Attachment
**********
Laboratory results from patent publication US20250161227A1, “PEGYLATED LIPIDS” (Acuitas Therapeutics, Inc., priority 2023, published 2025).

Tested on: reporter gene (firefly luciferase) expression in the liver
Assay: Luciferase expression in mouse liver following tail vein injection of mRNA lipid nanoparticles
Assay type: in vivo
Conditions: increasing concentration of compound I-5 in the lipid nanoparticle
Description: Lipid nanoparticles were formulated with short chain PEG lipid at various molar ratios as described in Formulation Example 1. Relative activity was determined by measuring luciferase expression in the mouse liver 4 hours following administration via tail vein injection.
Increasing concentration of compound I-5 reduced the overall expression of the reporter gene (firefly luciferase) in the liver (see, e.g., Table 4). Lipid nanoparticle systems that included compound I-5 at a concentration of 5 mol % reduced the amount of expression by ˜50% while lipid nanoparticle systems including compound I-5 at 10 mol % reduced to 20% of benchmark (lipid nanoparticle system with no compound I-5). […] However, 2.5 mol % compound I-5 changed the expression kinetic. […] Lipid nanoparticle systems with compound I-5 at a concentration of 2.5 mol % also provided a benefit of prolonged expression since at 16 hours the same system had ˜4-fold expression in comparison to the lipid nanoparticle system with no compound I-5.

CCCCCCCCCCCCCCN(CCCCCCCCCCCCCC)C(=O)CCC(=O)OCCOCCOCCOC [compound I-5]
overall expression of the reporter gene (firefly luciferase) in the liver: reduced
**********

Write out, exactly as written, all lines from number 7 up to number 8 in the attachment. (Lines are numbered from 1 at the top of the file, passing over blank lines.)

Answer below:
Increasing concentration of compound I-5 reduced the overall expression of the reporter gene (firefly luciferase) in the liver (see, e.g., Table 4). Lipid nanoparticle systems that included compound I-5 at a concentration of 5 mol % reduced the amount of expression by ˜50% while lipid nanoparticle systems including compound I-5 at 10 mol % reduced to 20% of benchmark (lipid nanoparticle system with no compound I-5). […] However, 2.5 mol % compound I-5 changed the expression kinetic. […] Lipid nanoparticle systems with compound I-5 at a concentration of 2.5 mol % also provided a benefit of prolonged expression since at 16 hours the same system had ˜4-fold expression in comparison to the lipid nanoparticle system with no compound I-5.

CCCCCCCCCCCCCCN(CCCCCCCCCCCCCC)C(=O)CCC(=O)OCCOCCOCCOC [compound I-5]